2.5                                         2.5

                  2                2                          2
normalized F0




                1.5              1.5                        1.5

                  1                                           1
                                   1
                0.5                                         0.5
                                 0.5
                  0                                           0

                -0.5
                                   0                        -0.5

                 -1             -0.5                         -1
                        chk      clar           info                 chk           clar           info
                                  -1
                ynQ      dQ   ynTAG      whQ        part       ynQ     dQ        ynTAG      whQ     part

                                   ynQ         dQ          ynTAG           whQ       part
        Question Function and F0

• Question dialog acts thought to correlate with
  F0: Does question FUNCTION affect F0?
• 2-way ANOVA on form x function:
  FUNCTION:       nucF0: F(3)=16.6, p=0
                  btF0: F(3)=8.56, p<.001
                  riserange: F(3)=3.94, p<.01
• Main effect; planned comparisons show:
     • clarQ > chkQ             (nucF0 & btF0)
     • infoQ > clarQ/chkQ       (nucF0)
     • No interactions for any measure
                 Clarification types and F0
Clark „96 levels of coordination: sources of communication problems
1   Channel: Problem hearing if the tutor actually said something or not
    (Huh?, Hm?)
2   Perception: Problem hearing what the tutor said („G‟ as in God?, Did you
    say a word or a letter?, including reprise/echo questions (A what?)
3   Understanding: Problem with reference resolution (This up here?, What
    did I imply or what does the statement imply?), or with general
    understanding (Is that the same thing or is that different?, What do you
    mean?)
4   Intention: Problem determining what the tutor intended by his utterance
    (You want an exact number?, Uh are you asking me another characteristic
    of freefall?)
+   Non-interlocutor-related (NIR): Problem understanding the task (Am I
    supposed to speak this or type it?), or clarification of the examination
    question (Should I assume both vehicles are going at the same speed?)
        Effects of Clarification Type
• One-way ANOVA combining levels 1&2 into
  single acoustic/perceptual category:
     nucF0: F(3)=5.41, p=.001
     btF0: F(3)=6.6, p<.001
     riserange: F(3)=2.59, p=.05
• Main effect for clarification type
• Ranking for each measure:
   higher F0 > > > > > > > > > > > > > > > lower F0
   acoust/percept > understanding > NIR > intention
   • Planned comparisons (Tukey, alpha=.01)
     show only significant comparison was
     acoust/percep > intention
    Can Prosody Distinguish Question Form?
             Question Function?
• Only a few question forms prosodically
  distinct in our study – lexico/syntactic
  information can help
• Question function more successfully
  differentiated prosodically – where there is
  less reliable lexico/syntactic information
• Can we use prosodic information with lexico-
  syntactic information to help identify question
  form and function automatically?
       Detecting Student Questions

• Syntax
  • Wh-words, subject/auxiliary inversion
• Prosody
  • Phrase-final rising intonation (Pierrehumbert &
    Hirschberg „90)
  • Duration and pausing (Shriberg et al. „98)
• Lexico-pragmatics
  • personal pronouns, utterance-initial pronouns
    (Geluykens 1987; Beun 1990)
                      Corpus

•   141 ITSpoke dialogues
•   5 hours of student speech
•   Student turns average 2.5 seconds
•   1,030 questions
•   25 questions per hour
•   70% of turns consist entirely of the question
•   89% of questions are turn-final
  Question Form Distribution in ITSpoke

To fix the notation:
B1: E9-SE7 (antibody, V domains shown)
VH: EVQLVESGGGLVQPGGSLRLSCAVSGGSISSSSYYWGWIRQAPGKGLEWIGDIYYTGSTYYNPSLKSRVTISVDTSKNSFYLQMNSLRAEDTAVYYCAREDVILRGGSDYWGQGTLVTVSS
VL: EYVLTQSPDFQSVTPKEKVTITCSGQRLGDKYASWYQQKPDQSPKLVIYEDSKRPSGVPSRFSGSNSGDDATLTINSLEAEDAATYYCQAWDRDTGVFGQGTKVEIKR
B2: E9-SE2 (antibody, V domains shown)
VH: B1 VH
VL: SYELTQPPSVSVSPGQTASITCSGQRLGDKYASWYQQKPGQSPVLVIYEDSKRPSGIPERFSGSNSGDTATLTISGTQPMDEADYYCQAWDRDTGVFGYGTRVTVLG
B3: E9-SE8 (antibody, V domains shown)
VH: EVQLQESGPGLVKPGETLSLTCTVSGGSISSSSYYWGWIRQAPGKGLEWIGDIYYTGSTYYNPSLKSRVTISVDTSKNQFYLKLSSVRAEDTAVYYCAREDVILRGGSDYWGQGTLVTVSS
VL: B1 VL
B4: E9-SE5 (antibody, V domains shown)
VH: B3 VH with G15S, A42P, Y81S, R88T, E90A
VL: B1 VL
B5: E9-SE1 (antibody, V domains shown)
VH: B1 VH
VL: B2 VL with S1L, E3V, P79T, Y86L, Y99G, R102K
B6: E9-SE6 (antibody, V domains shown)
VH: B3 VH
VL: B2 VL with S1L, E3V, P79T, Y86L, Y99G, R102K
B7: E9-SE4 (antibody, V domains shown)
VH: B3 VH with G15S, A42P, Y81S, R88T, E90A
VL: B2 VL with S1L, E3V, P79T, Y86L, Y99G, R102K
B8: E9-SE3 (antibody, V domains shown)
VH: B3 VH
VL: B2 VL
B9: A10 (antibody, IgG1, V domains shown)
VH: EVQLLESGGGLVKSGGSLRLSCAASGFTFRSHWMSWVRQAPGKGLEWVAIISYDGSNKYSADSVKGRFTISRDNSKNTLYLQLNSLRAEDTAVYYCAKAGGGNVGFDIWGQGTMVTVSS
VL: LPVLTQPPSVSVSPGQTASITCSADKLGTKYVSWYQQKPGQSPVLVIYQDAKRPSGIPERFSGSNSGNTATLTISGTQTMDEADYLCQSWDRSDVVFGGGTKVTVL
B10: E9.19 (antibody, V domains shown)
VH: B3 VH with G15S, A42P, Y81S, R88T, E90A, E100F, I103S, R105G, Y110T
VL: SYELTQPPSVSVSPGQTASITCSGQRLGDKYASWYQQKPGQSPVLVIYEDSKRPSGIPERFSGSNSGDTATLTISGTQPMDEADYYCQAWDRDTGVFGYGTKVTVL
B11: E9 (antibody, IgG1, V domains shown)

Form               Example              Distr.
yes/no        Is that right?                  24%
wh-           What do you mean?               10%
yes/no tag    It will stay the same, right?    7%
alternative   Force or something?              3%
particle      Huh?                             2%
declarative   The weight?                     54%
            Question-Bearing Turns

• Contain one or more questions
• N = 918
                Features Extracted

• Prosodic
  •   pitch
  •   loudness
  •   pausing
  •   speaking rate
  •   calculated over entire turn and last 200 ms
• Syntactic
  • unigram and bigram part-of-speech tags
                Feature Extraction

• Lexical
  • unigram and bigram hand-labeled transcriptions
• Student and task dependent
  •   pre-test score
  •   gender
  •   correctness
  •   previous tutor dialogue act
        Machine Learning Experiments

•   Question-bearing vs. non-question-bearing
•   Down-sampled to 50/50 distribution
•   Experimented by feature type
•   Adaboosted C4.5 decision trees
    • 5-fold cross validation
• Best results with all features
    • Accuracy = 79.7%
    • Precision = Recall = F-measure = 0.8
          Accuracy by Feature Type


prosody: pausing and speaking rate   52.6%
student and task dependent           56.1%
prosody: loudness                    61.8%
syntactic                            65.3%
lexical                              67.2%
prosody: last 200 ms                 70.3%
prosody: pitch                       72.6%
prosody: all                         74.5%
           Feature Type Discussion

• Which features most informative?
  • pitch slope of last 200 ms and entire turn
  • maximum and mean pitch of turn
• Which features most often used in learning?
  •   pre-test score
  •   slope of last 200 ms
  •   maximum pitch of entire turn
  •   cumulative pause duration
              Other Observations

• Syntactic features were informative
  • personal pronoun + verb, wh-pronoun, interjection
• Lexical features were informative
  • yes, right, what, I, you
                  Conclusions

• Most questions in our tutoring corpus are
  declarative in form
  • More than syntax is needed to identify these as
    questions
  • Prosodic features are very important
• Detecting question-bearing turns is possible
• Detecting question function is needed
           Question Forms in ITSpoke


      Form      Distr.              Example
declarative     54%      The weight?
yes/no          24%      Is that right?
wh-             10%      What do you mean?
yes/no tag       7%      It will stay the same, right?
alternative      3%      Force or something?
particle         2%      Huh?